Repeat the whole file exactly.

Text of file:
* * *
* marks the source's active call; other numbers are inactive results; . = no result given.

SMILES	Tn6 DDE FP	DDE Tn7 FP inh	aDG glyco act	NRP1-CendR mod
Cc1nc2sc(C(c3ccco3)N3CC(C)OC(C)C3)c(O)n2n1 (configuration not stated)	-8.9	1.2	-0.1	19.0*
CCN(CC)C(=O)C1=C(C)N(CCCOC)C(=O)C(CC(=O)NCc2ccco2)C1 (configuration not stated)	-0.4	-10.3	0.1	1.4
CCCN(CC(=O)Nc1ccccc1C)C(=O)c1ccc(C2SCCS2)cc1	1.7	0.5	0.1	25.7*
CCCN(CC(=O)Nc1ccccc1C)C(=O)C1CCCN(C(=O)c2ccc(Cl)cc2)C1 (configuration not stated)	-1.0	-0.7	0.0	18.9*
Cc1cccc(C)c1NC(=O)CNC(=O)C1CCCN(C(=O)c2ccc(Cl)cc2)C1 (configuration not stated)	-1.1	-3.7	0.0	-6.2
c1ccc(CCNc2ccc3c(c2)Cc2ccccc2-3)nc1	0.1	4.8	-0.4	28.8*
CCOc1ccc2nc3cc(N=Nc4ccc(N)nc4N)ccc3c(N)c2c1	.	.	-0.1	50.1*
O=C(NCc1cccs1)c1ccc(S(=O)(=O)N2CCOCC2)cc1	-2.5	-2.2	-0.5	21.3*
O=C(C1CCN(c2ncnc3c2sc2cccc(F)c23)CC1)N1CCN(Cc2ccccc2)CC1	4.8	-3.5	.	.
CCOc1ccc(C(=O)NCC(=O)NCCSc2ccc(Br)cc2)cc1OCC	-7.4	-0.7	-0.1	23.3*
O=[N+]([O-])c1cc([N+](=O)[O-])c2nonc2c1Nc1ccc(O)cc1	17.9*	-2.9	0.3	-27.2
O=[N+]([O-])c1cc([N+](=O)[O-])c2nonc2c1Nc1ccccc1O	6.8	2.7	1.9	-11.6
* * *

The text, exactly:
* marks the source's active call; other numbers are inactive results; . = no result given.

SMILES	Tn6 DDE FP	DDE Tn7 FP inh	aDG glyco act	NRP1-CendR mod
Cc1nc2sc(C(c3ccco3)N3CC(C)OC(C)C3)c(O)n2n1 (configuration not stated)	-8.9	1.2	-0.1	19.0*
CCN(CC)C(=O)C1=C(C)N(CCCOC)C(=O)C(CC(=O)NCc2ccco2)C1 (configuration not stated)	-0.4	-10.3	0.1	1.4
CCCN(CC(=O)Nc1ccccc1C)C(=O)c1ccc(C2SCCS2)cc1	1.7	0.5	0.1	25.7*
CCCN(CC(=O)Nc1ccccc1C)C(=O)C1CCCN(C(=O)c2ccc(Cl)cc2)C1 (configuration not stated)	-1.0	-0.7	0.0	18.9*
Cc1cccc(C)c1NC(=O)CNC(=O)C1CCCN(C(=O)c2ccc(Cl)cc2)C1 (configuration not stated)	-1.1	-3.7	0.0	-6.2
c1ccc(CCNc2ccc3c(c2)Cc2ccccc2-3)nc1	0.1	4.8	-0.4	28.8*
CCOc1ccc2nc3cc(N=Nc4ccc(N)nc4N)ccc3c(N)c2c1	.	.	-0.1	50.1*
O=C(NCc1cccs1)c1ccc(S(=O)(=O)N2CCOCC2)cc1	-2.5	-2.2	-0.5	21.3*
O=C(C1CCN(c2ncnc3c2sc2cccc(F)c23)CC1)N1CCN(Cc2ccccc2)CC1	4.8	-3.5	.	.
CCOc1ccc(C(=O)NCC(=O)NCCSc2ccc(Br)cc2)cc1OCC	-7.4	-0.7	-0.1	23.3*
O=[N+]([O-])c1cc([N+](=O)[O-])c2nonc2c1Nc1ccc(O)cc1	17.9*	-2.9	0.3	-27.2
O=[N+]([O-])c1cc([N+](=O)[O-])c2nonc2c1Nc1ccccc1O	6.8	2.7	1.9	-11.6